Styx, REO Speedwagon can’t stop rockin’

A reviiew of Styx, REO Speedwagon at the Comcast Center on June 28, 2009

, Contributing Writer

The "Can’t Stop Rockin’" tour featuring Styx, REO Speedwagon, and .38 Special hit the Comcast Center on Sunday night bringing a classic rock tour vibe and a package of hits that had the mature crowd dancing like it was 1984. Co-headliners Styx and REO Speedwagon made use of the entire Comcast stage with an impressive light show and huge video screen that was often used to highlight the bands progression to where they are today.

Headlining the show on Sunday night was Styx, who played a set that wasn’t surprising in its construction but kept the audience engaged throughout nonetheless. Taking the stage in variously styled black suits, the men of Styx launched immediately into “Miss America” as the audience got out of their seats. Next came Tommy Shaw on vocals for “Too Much Time On My Hands” which was a bit overshadowed by excessively loud instrumental support. Lawrence Gowan who spent the night running around his spinning keyboard picked up the vocals on “Grand Illusion” before swapping with Shaw, James Young, and Ricky Phillips on “Lorelei”. Up next was a “Styx-ifying” a cover of The Beatles “I Am The Walrus.”

“Blue Collar Man (Long Nights)”, which featured some energetic guitar playing by Shaw, got the crowd fully engaged and singing along. Slowing things down for a while, the lights on stage dimmed as Gowan slowly began “Suite Madame Blue” which ended with the loudest instrumental delivery of the night for the closing lines “Red, white, and blue, the future is all but past/So lift up your heart, and make a new start/And lead us away from here.”

The band then welcomed original bassist Chucky Panozzo on stage for “Foolin’ Yourself” while current bassist Ricky Phillips showed his skills on the double neck guitar. While the band took a quick rest, Gowan remained on stage alone and started swapping famous song lyrics with the audience, the last of which was “They said come sail away, come sail away/Come sail away with me” before sitting at his keyboard to begin the song that would be the obvious crowd favorite. Gowan was slowly joined by the rest of the band and the guys really amped up the energy for the chorus as fists pumped and moms danced in the aisles. Closing out the song with a red, white, and blue confetti cannon had members of the crowd scrambling for a memento from the show.

Taking the stage for their encore the band flew black and white Styx frisbees into the audience as Shaw and Young exchanged incredible guitar solos before Shaw hauntingly began the opening lyrics of “Hangman”. Closing out the show was a new tune (yes, I did just say there is a new Styx song), “Can’t Stop Rockin’” which featured the members of Styx with tourmates REO Speedwagon and .38 Special. Shaw and REO’s Kevin Cronin shared the lead vocals with the accompaniment of the ultimate 80’s back-up band. The show couldn’t have ended in a better way.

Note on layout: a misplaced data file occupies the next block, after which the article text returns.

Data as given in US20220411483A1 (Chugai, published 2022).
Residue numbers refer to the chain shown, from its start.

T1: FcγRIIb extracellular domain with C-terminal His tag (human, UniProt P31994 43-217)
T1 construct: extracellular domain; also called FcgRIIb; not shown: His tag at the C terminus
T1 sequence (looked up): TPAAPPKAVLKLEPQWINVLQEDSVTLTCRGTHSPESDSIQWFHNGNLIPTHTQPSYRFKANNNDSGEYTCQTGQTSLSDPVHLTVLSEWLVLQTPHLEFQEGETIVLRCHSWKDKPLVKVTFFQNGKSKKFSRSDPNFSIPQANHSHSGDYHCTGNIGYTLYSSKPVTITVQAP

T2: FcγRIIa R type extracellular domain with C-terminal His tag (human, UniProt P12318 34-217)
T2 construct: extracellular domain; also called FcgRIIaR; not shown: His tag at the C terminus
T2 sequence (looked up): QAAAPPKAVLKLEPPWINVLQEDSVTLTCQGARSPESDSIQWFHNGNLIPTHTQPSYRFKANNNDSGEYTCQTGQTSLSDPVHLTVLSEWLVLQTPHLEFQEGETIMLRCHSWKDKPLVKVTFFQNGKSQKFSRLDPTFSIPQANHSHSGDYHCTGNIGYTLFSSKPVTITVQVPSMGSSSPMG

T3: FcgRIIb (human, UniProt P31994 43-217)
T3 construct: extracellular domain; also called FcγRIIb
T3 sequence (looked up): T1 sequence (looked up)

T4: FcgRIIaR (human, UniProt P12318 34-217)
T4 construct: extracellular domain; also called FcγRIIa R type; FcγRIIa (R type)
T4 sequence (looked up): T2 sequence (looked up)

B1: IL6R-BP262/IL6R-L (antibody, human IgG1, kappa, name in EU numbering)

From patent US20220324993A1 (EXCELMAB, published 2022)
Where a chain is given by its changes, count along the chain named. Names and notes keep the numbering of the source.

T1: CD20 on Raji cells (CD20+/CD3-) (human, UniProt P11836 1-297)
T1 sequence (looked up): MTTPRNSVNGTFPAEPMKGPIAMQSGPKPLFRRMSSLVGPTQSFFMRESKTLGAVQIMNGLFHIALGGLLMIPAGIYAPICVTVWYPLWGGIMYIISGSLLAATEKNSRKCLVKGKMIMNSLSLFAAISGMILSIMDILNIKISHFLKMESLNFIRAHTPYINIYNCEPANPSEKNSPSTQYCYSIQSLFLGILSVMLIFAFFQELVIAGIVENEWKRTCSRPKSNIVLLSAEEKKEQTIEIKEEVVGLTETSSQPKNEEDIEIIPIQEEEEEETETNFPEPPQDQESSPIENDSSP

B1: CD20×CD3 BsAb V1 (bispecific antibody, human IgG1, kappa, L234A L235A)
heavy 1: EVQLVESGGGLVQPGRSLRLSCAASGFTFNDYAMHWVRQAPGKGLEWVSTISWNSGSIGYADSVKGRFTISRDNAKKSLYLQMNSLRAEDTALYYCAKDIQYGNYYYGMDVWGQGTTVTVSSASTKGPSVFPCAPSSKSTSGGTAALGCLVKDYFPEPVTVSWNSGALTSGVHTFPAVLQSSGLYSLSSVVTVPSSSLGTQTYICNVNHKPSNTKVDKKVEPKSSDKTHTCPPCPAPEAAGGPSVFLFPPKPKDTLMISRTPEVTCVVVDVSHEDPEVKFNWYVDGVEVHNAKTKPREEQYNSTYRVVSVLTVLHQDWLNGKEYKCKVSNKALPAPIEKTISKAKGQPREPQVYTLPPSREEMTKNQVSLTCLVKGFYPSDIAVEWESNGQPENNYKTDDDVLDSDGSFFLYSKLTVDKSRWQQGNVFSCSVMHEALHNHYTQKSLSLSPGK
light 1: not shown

Co-headliners REO Speedwagon delivered an equally impressive set, but while Styx relied more heavily on their instrumental skill, REO banked on the crowd embracing the feel good vibes they were sending out via frontman Kevin Cronin. The band started with “Don’t Let Him Go” before launching right into fan favorite “Take It On The Run”, which quickly became a crowd sing along and provided some sweet nostalgia for the older crowd. Cronin took a few minutes to welcome the crowd before dancing his bejeweled self around stage during “Keep Pushin’” Taking a break from the music to talk with the crowd, Cronin explained that the next song was written at the University of Illinois at Champaign during the Vietnam War and ended with a drawn out, arms in the air proclamation about how we will all “one day return to a life of tranquility and peace” before beginning “Golden Country.”

After leaving the stage for a few minutes leaving the audience to watch a highlight reel of LiveAid, the band returned to the hits with “Can’t Fight This Feeling” as the tell-tale sign that you are at an 80’s show – lighters filled the air. “Son Of A Poor Man” from REO’s third album Ridin’ The Storm Out provided an old-school rock feel combined with some bluesy piano playing on the baby grand by REO original Neal Doughty. Taking another quick break the band returned with “Time For Me To Fly” before bassist Bruce Hall took the spotlight by singing lead vocals on “Back On The Road Again”.

Taking a seat behind the piano Cronin and company ended their set with a great back to back of “Keep On Lovin’ You” that inspired some close dancing in the crowd and got fists pumping with “Roll With The Changes” before an extended jam session played them off stage. Returning moments later the encore began with the song that put REO Speedwagon on the map back in 1973, “Ridin’ The Storm Out.” Officially closing out the set was an extended version of “157 Riverside Avenue” that was a couple of minutes too long but gave Cronin one more chance to preach to the audience, reminding the crowd “don’t take anything for granted, appreciate everyone” before leaving the stage. While it was a slightly cheesy sentiment to end the night on, it was pretty apparent throughout the show that both of these bands are just happy to still be playing, and certainly aren’t taking anything for granted.

Early arrivals were treated to a set from .38 Special.

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